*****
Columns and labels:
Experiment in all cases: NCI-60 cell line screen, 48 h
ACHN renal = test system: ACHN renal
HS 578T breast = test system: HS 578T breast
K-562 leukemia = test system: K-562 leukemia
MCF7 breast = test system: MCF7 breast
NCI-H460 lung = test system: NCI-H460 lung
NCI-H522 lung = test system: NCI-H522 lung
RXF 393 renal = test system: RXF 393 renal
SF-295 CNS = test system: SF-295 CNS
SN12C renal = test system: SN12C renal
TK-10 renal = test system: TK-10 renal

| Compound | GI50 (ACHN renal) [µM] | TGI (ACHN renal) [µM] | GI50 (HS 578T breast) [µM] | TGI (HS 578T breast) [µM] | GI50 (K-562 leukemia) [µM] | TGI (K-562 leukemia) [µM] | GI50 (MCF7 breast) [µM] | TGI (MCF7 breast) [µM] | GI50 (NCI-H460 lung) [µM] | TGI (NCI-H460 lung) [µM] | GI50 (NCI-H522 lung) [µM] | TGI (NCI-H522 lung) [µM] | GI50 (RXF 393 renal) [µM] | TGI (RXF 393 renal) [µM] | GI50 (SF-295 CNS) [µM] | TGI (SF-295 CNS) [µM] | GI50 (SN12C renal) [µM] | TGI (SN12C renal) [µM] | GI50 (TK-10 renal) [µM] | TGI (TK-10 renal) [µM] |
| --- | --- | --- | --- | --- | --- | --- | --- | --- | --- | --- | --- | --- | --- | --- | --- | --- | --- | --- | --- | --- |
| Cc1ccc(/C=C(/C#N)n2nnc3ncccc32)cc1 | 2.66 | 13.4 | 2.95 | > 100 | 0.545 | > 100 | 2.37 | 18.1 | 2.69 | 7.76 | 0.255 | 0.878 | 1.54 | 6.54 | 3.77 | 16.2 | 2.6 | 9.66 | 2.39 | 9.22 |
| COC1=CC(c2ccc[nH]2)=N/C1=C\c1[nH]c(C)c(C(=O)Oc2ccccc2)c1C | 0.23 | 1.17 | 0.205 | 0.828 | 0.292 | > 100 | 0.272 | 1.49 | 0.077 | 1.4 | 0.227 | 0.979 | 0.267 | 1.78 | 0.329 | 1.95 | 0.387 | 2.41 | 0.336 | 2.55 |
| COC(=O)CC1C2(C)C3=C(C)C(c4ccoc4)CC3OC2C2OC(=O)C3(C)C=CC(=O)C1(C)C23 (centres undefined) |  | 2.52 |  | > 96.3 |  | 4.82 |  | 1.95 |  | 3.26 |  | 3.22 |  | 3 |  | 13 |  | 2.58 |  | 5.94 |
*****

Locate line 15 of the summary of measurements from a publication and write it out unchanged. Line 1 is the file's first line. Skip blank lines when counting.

| Cc1ccc(/C=C(/C#N)n2nnc3ncccc32)cc1 | 2.66 | 13.4 | 2.95 | > 100 | 0.545 | > 100 | 2.37 | 18.1 | 2.69 | 7.76 | 0.255 | 0.878 | 1.54 | 6.54 | 3.77 | 16.2 | 2.6 | 9.66 | 2.39 | 9.22 |